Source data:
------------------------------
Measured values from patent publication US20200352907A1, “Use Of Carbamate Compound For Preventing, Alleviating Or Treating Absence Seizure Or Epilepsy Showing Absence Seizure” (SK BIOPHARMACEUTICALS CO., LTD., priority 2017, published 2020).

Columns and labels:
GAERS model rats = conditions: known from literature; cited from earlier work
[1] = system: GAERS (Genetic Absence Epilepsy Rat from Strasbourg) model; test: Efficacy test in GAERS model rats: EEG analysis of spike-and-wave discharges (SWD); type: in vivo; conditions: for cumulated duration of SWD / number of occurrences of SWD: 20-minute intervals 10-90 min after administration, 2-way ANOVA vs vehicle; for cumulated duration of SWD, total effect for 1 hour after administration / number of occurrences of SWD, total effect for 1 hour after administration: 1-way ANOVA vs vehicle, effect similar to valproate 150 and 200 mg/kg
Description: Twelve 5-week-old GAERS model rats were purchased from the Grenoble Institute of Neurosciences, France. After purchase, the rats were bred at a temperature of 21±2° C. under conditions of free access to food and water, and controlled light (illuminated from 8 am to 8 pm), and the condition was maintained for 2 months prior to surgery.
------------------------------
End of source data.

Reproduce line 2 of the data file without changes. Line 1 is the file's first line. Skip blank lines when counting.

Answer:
Columns and labels: